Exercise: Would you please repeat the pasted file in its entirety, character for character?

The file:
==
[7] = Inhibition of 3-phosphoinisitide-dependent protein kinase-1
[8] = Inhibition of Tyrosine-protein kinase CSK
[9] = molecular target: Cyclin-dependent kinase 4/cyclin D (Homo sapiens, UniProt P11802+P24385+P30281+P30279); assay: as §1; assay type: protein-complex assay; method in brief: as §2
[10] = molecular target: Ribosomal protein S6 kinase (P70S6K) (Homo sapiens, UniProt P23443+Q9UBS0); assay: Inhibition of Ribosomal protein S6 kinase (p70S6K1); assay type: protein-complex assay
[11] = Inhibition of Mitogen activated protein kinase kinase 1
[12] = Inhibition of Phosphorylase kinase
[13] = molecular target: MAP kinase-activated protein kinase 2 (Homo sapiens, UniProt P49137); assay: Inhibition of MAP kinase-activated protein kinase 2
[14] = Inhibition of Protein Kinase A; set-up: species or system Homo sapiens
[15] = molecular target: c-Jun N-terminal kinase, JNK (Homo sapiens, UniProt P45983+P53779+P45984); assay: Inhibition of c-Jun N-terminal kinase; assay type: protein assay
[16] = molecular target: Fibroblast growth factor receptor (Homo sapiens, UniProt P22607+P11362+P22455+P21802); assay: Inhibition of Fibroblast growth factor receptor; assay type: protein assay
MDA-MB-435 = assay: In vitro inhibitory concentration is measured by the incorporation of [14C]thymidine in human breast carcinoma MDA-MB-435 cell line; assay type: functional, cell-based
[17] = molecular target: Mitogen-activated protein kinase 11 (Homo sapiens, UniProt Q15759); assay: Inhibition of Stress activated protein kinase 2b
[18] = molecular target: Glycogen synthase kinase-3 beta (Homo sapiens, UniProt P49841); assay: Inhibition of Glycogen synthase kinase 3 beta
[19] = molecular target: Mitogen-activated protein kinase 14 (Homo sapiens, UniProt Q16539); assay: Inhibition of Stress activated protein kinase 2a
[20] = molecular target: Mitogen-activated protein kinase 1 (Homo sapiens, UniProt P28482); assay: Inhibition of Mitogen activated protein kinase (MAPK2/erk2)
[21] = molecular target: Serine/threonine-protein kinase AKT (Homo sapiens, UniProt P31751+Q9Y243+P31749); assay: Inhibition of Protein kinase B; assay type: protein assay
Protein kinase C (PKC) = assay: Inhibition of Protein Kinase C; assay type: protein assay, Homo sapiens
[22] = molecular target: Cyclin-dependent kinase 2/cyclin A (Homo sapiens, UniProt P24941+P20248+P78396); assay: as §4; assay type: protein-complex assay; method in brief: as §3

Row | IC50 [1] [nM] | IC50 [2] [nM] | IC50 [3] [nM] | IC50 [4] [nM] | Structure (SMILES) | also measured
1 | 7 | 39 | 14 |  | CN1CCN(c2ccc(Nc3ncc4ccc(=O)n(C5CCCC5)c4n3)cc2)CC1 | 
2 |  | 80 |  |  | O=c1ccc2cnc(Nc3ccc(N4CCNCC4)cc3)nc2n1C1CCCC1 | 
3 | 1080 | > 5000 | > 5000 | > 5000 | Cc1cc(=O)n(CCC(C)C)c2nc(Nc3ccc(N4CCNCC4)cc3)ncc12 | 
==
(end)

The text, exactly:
[7] = Inhibition of 3-phosphoinisitide-dependent protein kinase-1
[8] = Inhibition of Tyrosine-protein kinase CSK
[9] = molecular target: Cyclin-dependent kinase 4/cyclin D (Homo sapiens, UniProt P11802+P24385+P30281+P30279); assay: as §1; assay type: protein-complex assay; method in brief: as §2
[10] = molecular target: Ribosomal protein S6 kinase (P70S6K) (Homo sapiens, UniProt P23443+Q9UBS0); assay: Inhibition of Ribosomal protein S6 kinase (p70S6K1); assay type: protein-complex assay
[11] = Inhibition of Mitogen activated protein kinase kinase 1
[12] = Inhibition of Phosphorylase kinase
[13] = molecular target: MAP kinase-activated protein kinase 2 (Homo sapiens, UniProt P49137); assay: Inhibition of MAP kinase-activated protein kinase 2
[14] = Inhibition of Protein Kinase A; set-up: species or system Homo sapiens
[15] = molecular target: c-Jun N-terminal kinase, JNK (Homo sapiens, UniProt P45983+P53779+P45984); assay: Inhibition of c-Jun N-terminal kinase; assay type: protein assay
[16] = molecular target: Fibroblast growth factor receptor (Homo sapiens, UniProt P22607+P11362+P22455+P21802); assay: Inhibition of Fibroblast growth factor receptor; assay type: protein assay
MDA-MB-435 = assay: In vitro inhibitory concentration is measured by the incorporation of [14C]thymidine in human breast carcinoma MDA-MB-435 cell line; assay type: functional, cell-based
[17] = molecular target: Mitogen-activated protein kinase 11 (Homo sapiens, UniProt Q15759); assay: Inhibition of Stress activated protein kinase 2b
[18] = molecular target: Glycogen synthase kinase-3 beta (Homo sapiens, UniProt P49841); assay: Inhibition of Glycogen synthase kinase 3 beta
[19] = molecular target: Mitogen-activated protein kinase 14 (Homo sapiens, UniProt Q16539); assay: Inhibition of Stress activated protein kinase 2a
[20] = molecular target: Mitogen-activated protein kinase 1 (Homo sapiens, UniProt P28482); assay: Inhibition of Mitogen activated protein kinase (MAPK2/erk2)
[21] = molecular target: Serine/threonine-protein kinase AKT (Homo sapiens, UniProt P31751+Q9Y243+P31749); assay: Inhibition of Protein kinase B; assay type: protein assay
Protein kinase C (PKC) = assay: Inhibition of Protein Kinase C; assay type: protein assay, Homo sapiens
[22] = molecular target: Cyclin-dependent kinase 2/cyclin A (Homo sapiens, UniProt P24941+P20248+P78396); assay: as §4; assay type: protein-complex assay; method in brief: as §3

Row | IC50 [1] [nM] | IC50 [2] [nM] | IC50 [3] [nM] | IC50 [4] [nM] | Structure (SMILES) | also measured
1 | 7 | 39 | 14 |  | CN1CCN(c2ccc(Nc3ncc4ccc(=O)n(C5CCCC5)c4n3)cc2)CC1 | 
2 |  | 80 |  |  | O=c1ccc2cnc(Nc3ccc(N4CCNCC4)cc3)nc2n1C1CCCC1 | 
3 | 1080 | > 5000 | > 5000 | > 5000 | Cc1cc(=O)n(CCC(C)C)c2nc(Nc3ccc(N4CCNCC4)cc3)ncc12 | 